Note: While this is the most commonly referenced definition for pow wow, the word can also mean “an American Indian medicine man,” according to Merriam Webster. A medicine man is, by definition, an American Indian healer and tribal spiritual leader who believed that physical nature might be brought under the control of man.  Use of the term “pow wow” in contexts not relating to American Indians or their cultures is considered offensive

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amanda richard

libilty issued


At work people always refer to meetings as powwows. For example, “ let’s have a quick powwow with the finance team to ….”

[…] Pow Wows, Native American gatherings, are the best way to experience and admire the ancient traditions still very much alive today. Dancing and singing, participants, as well as visitors, wear superb colorful outfits, testaments to the rich heritage. […]

[…] Take advantage of multicultural events in your community, try different cuisine, explore other cultures, or go to a pow-wow . […]

john wilde

I am most likely going to get a lot of grief for this , but I am a white man and feel that it is a very dishonorable thing that the white man has done to the Native Americans . I probably am not using proper terminology in what I say , but I like many others have been misled about many things in history throughout the world but we all can benefit if we all stopped and listened to our elders and each other and try to help each other learn and know the truth about ourselves as human beings and that is we are all not sure of what we are told and that is why we must always be alert and aware of what others want us to believe. Enough with the bickering and move forward , remember the past do not live in it . Live for the future. live for peace for us all.

Sue Hirsch

Yes, you’re right. We have to move forward, and to a large extent, that means making reparations……as much to the Earth as to the people that we’ve wronged. That is what they are asking for. They aren’t asking that we turn over a lot of land to them, that they used to own, categorically. They ARE asking that we give them servitor-ship of some of the land that they used to own, and allow them to TEACH US how to manage the land properly.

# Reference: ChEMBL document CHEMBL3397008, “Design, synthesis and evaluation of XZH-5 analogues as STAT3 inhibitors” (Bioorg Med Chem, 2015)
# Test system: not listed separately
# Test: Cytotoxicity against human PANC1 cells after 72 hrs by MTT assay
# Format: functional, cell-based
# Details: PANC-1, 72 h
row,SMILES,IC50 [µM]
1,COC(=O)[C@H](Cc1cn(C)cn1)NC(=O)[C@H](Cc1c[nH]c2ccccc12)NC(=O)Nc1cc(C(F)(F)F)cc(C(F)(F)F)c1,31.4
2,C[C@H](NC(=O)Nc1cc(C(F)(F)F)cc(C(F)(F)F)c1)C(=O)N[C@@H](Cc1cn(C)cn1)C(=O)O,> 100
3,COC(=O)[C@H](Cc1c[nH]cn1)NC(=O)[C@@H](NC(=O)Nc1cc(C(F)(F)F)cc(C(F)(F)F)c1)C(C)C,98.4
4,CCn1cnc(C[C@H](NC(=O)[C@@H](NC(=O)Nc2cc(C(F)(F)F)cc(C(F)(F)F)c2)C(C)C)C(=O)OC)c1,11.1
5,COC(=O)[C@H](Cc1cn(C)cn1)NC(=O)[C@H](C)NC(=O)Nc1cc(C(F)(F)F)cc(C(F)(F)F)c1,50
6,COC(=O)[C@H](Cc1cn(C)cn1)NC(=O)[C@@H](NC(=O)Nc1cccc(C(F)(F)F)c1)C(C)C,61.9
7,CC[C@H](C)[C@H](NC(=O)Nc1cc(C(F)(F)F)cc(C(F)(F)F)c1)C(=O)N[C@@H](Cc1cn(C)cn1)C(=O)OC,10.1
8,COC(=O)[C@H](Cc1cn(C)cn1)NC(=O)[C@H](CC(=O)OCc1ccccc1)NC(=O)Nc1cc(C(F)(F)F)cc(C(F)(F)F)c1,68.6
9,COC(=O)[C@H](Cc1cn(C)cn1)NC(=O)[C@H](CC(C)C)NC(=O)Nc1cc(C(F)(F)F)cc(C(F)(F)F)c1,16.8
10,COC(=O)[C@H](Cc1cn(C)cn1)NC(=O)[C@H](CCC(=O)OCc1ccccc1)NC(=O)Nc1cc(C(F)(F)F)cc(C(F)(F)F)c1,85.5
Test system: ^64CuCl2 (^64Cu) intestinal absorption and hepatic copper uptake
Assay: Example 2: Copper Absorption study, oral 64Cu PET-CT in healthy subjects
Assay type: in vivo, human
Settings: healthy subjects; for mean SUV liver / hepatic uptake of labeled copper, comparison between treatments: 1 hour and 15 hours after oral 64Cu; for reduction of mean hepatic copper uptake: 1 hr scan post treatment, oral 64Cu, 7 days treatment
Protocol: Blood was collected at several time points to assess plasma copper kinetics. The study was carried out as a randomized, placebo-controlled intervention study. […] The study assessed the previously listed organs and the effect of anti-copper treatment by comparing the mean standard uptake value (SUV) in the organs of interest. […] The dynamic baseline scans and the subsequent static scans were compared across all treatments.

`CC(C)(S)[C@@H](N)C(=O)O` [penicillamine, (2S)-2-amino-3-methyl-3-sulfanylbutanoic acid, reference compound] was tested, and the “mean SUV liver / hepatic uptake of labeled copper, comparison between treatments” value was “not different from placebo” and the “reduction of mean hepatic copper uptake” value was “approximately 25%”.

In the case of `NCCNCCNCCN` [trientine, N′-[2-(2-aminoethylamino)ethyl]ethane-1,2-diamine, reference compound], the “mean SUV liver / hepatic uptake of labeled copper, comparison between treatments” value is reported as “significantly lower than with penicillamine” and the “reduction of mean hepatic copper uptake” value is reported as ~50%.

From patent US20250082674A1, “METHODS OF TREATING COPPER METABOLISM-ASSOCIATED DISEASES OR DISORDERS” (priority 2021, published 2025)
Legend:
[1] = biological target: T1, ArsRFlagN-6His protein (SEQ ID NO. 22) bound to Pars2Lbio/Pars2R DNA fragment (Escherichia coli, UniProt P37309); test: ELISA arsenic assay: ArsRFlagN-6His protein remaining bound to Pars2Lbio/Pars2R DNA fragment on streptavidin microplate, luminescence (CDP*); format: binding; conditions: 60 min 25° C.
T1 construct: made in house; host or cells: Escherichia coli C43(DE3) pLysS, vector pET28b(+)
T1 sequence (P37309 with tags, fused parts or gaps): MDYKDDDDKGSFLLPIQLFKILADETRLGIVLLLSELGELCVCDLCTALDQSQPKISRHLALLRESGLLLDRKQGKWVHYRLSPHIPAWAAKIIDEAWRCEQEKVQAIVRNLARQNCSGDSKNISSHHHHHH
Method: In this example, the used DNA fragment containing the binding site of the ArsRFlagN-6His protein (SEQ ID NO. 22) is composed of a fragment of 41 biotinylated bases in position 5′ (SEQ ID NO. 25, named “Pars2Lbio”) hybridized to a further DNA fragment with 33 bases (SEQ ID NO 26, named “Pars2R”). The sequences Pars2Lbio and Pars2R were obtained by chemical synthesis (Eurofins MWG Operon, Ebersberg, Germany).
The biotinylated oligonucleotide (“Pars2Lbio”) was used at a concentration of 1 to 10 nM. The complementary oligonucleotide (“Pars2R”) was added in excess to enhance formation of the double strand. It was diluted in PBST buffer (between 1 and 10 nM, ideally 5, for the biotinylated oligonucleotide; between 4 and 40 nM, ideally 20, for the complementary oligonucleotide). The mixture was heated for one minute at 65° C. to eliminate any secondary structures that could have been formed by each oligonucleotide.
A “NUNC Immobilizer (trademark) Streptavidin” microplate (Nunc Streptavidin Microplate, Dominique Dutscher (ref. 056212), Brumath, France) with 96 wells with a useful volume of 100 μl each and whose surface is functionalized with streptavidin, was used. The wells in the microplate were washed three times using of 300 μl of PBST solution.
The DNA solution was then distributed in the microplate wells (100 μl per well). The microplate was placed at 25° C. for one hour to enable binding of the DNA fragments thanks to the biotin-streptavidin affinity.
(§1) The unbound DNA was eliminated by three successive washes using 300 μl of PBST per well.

They’re also asking that we stop interfering in their politics, and fishing in their waters and allow them to serve justice on those who trespass on their land and rivers since we refuse to mete out appropriate justice, ourselves.

They could also use places to stay, when they’re traveling over distances to join intertribal events.

Check it out at returncalifornia.org

Vanessa Colon

I always felt envious of the people who receive NATIVE AMERICAN NAMES for the mere fact that IM 100%,FULL-BLOODED CHOCTAW-♡. And only name given to me is my birth nameVANESSA♡♡.
SO whatever name that you was given honor it and cherish it,you are lucky to have such an honor.♡

Patricia Ann Sterling

Thank you very much for creating this website. I think its wonderful to have some information out there to share with others so that we can educate others on what it means to be Native American. I belong to the Sault Ste. Marie Tribe of Chippewa Indians located in Sault Ste. Marie, Michigan. I will be receiving my name on July 23, 2018 and I am very excited about this experience. I know you site will be a huge success and I appreciate that information can be shared in a respectful manner.


Patricia Ann Sterling

Susan Coyle

My husband is possibly 1/4 American
Indian however we are not sure from which tribe my husband’s grandmother was full American Indian. We have names and dates of birth and death for her sisters.
Where would be the best place to search his American Indian heritage.
Thank you very much in advance for your assistance.


Try the bureau of Indian Affairs. They just need a little information and they will do the work for you. Good luck!